Gastrocnemius Muscle Pennation Variation

Open Access
Author:
Mendez, Laura Ximena
Graduate Program:
Kinesiology
Degree:
Master of Science
Document Type:
Master Thesis
Date of Defense:
December 17, 2014
Committee Members:
  • John Henry Challis, Thesis Advisor
Keywords:
  • Gastrocnemius muscle
  • pennation angle
Abstract:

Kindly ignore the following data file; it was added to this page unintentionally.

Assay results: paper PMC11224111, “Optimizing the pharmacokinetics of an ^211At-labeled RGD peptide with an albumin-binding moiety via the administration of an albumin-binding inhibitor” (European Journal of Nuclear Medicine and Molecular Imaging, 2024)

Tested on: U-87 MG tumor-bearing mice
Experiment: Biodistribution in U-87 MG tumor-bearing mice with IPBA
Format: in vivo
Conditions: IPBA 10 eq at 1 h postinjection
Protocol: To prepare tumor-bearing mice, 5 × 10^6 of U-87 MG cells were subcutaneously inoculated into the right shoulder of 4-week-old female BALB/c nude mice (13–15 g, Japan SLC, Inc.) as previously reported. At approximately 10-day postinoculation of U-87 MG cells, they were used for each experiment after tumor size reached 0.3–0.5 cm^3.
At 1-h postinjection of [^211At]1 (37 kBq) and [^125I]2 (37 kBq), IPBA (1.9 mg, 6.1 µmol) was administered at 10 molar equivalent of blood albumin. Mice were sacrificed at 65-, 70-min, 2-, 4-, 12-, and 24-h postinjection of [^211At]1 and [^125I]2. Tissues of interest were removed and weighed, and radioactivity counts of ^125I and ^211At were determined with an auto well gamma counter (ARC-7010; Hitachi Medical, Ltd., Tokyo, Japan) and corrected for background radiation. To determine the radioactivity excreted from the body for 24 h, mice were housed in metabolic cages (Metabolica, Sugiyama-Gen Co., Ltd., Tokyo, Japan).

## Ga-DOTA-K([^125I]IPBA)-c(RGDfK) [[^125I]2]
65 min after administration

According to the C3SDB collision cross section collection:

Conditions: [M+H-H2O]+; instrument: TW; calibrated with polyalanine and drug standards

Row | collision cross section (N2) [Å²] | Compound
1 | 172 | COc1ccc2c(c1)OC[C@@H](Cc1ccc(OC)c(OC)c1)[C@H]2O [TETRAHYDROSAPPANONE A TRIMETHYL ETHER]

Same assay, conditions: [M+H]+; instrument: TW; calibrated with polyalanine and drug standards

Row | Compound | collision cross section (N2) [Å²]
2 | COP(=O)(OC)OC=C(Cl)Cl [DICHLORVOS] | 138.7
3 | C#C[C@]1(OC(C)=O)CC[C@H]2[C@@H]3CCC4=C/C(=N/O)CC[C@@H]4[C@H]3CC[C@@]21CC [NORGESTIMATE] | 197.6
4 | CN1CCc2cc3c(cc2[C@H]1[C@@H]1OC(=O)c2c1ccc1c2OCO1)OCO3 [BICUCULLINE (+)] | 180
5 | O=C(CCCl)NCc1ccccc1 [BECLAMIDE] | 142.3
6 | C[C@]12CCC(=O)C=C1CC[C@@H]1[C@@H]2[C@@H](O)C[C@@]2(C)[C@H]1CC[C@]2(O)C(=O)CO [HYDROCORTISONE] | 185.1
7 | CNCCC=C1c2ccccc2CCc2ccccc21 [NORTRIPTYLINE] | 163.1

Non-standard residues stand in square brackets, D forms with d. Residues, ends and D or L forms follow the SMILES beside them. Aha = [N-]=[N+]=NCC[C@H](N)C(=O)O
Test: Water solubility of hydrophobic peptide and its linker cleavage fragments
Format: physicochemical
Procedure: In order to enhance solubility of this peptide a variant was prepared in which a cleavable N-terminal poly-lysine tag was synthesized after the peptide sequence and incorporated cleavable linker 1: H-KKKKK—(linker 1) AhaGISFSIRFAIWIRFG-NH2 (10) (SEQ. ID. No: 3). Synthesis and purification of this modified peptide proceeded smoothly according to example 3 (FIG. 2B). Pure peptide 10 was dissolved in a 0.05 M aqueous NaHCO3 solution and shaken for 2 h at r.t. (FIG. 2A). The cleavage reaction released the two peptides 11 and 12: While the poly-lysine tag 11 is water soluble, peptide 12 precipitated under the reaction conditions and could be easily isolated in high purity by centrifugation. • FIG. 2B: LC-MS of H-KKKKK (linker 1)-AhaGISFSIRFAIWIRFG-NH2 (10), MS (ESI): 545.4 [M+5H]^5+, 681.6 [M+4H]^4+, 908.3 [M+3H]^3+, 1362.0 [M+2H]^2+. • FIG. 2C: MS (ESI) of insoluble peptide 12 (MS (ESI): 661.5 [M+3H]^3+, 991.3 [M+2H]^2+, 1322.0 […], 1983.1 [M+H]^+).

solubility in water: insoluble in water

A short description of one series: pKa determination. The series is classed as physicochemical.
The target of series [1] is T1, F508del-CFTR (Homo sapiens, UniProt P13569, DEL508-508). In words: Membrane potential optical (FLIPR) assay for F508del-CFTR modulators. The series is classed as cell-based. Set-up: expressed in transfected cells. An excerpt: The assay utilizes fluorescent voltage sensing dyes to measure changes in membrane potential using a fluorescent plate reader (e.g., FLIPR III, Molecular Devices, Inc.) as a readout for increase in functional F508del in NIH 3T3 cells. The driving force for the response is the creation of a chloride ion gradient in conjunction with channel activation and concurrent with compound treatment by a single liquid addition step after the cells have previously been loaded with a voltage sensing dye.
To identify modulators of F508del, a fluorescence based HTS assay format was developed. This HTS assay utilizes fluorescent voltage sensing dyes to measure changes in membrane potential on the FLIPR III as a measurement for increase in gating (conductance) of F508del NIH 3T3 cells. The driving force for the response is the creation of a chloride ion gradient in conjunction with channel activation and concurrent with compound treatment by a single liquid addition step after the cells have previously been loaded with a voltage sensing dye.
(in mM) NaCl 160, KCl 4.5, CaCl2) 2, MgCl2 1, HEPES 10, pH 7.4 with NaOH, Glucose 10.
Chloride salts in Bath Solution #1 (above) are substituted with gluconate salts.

Pennated muscles have their fibers attaching obliquely to their tendon forming an angle which is referred to as the pennation angle. Pennation angles change with muscle length, muscle force, and contractile velocity. The aim in this study was to further understand the function of pennation angle variations during different muscle actions of the gastrocnemius muscle in vivo. The direct action of the gastrocnemius muscle can cause ankle and knee motion. Both heads of the gastrocnemius were imaged in vivo using ultrasound during muscle actions in a dynamometer while ankle moments were recorded. These data were collected for twenty-four healthy subjects (age: 25.8 ± 5.2 years; mass: 68.0 ± 14.6 kg; height: 1.69 ± 0.12 m). Ultrasound images were taken at nine different ankle angles for maximal static plantar-flexions, and for three different angular velocities for dynamic contractions. Both tests were performed with the knee extended and the knee flexed. The ultrasound images were used to measure pennation angles during the static and dynamic tests. Analyses were performed to assess differences in pennation angle between ankle angles and between gastrocnemius heads in the static test, and between the static and dynamic tests. Correlations were analyzed between pennation angle and the inertial parameters of the shank, and ankle moments. A muscle model which included pennation angle in the calculation of tendon force was evaluated based on the experimental data. There were no statistically significant correlations between pennation angle and the segmental inertial parameters, or with normalized peak ankle moment at the two knee angles. Differences in ankle moments between the two knee conditions were not statistically significantly different. The model presented similarities with the experimental data with the knee flexed but not with the knee extended. The predicted ankle moments were higher compared with the experimental data with knee extended, and with the knee flexed the predicted moments were higher than the experimental data in plantar-flexion and lower in dorsi-flexion. Coefficients of variation presented small variability in pennation angle between subjects. Pennation angles between the gastrocnemius heads were not statistically significantly different for both knee conditions. Pennation angles in static and dynamic contractions presented statistically significant differences where in general larger pennation angles were found for the static conditions for all ankle angles. In some cases the lateral head presented larger pennation angles for the dynamic condition compared with the static condition. This study helped in the understanding of in vivo pennation angle changes and is the first study to examine pennation angles and segmental inertial parameters, and to compare pennation angle between static and dynamic conditions for different ankle angles within the normal ankle range of motion.